not appear that the plaintiff had done anything with a knowledge of the facts on which an estoppel could be founded; that the presiding judge was right in refusing to rule as requested, and that his finding for the plaintiff was warranted.
REPLEVIN by the John L. Whiting and Sons Company, a corporation, for twenty paint brushes of more than $20 in value against the common law assignee for the benefit of the creditors of the White-Gates Paint and Varnish Company, an insolvent corporation. Writ in the Municipal Court of the City of Boston dated February 7, 1908.
On appeal to the Superior Court the case was heard by Fessenden, J., without a jury. At the close of the evidence, the substance of which is stated in the opinion, the defendant asked the judge to rule that upon all the evidence the action could not be maintained. The judge refused to make this ruling, and found for the plaintiff in the sum of $1 and costs. The defendant alleged exceptions.
R. B. Sprague, for the defendant.
F. O. White, for the plaintiff.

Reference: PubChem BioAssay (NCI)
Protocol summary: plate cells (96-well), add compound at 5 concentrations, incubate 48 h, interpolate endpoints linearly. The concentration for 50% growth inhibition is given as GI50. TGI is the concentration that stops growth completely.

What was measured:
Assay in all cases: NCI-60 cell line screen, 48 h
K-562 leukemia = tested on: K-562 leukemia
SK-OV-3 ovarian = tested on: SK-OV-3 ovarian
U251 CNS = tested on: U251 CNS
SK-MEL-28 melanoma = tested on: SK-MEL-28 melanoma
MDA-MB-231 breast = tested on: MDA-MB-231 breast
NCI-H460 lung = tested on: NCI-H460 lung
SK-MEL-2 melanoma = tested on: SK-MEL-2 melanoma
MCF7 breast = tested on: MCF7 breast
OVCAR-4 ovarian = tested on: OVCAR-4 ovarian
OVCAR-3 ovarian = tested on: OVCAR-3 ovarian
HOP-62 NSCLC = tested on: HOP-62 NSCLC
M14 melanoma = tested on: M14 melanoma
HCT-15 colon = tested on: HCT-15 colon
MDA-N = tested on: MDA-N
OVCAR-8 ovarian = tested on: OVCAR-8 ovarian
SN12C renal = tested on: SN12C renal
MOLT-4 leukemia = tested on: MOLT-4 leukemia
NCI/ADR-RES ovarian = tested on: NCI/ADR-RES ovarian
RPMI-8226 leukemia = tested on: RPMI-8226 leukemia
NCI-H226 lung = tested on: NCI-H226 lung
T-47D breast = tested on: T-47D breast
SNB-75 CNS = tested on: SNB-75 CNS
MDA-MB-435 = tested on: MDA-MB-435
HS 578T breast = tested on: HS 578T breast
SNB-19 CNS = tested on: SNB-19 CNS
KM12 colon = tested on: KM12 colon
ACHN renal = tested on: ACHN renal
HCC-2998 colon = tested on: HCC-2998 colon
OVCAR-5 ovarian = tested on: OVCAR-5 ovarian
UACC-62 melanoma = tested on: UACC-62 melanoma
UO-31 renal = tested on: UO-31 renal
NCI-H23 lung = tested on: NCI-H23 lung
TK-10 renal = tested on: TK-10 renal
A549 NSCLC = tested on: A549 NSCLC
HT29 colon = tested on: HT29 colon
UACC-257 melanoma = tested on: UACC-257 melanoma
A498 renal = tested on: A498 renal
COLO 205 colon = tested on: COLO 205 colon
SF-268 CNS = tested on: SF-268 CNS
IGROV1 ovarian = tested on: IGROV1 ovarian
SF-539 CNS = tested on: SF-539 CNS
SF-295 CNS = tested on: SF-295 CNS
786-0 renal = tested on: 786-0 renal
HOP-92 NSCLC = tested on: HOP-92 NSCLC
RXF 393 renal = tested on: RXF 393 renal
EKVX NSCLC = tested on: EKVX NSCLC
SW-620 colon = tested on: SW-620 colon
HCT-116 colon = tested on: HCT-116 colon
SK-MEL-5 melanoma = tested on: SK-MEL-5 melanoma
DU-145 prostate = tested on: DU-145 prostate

Knowlton, C. J. This is an action of replevin to recover certain merchandise from the assignee holding under a conveyance of the White-Gates Paint and Varnish Company for the benefit of its creditors. This corporation is now in bankruptcy, and the action is defended by the trustee. The plaintiff is a manufacturing corporation, established under the laws of Massachusetts and doing business in Boston. The White-Gates Company was organized under the laws of this State, and its agreement of association and the proceedings under it were filed with the commissioner of corporations on September 10, 1907, and its certificate of incorporation was issued by the secretary of the Commonwealth on the same day. In July, 1907, White and Gates, two of the subsequent incorporators, were at the plaintiff's factory, and were shown samples of brushes. They gave an order for a large number of brushes, stating that they, with one Philbrick, were to form a corporation, and these brushes were to be made for and delivered to the new corporation on or before September 1, 1907. Philbrick decided not to join the enterprise, and on September 5, 1907, a meeting was held by White and Gates and two men of the name of Curry, and an agreement of association in the usual form was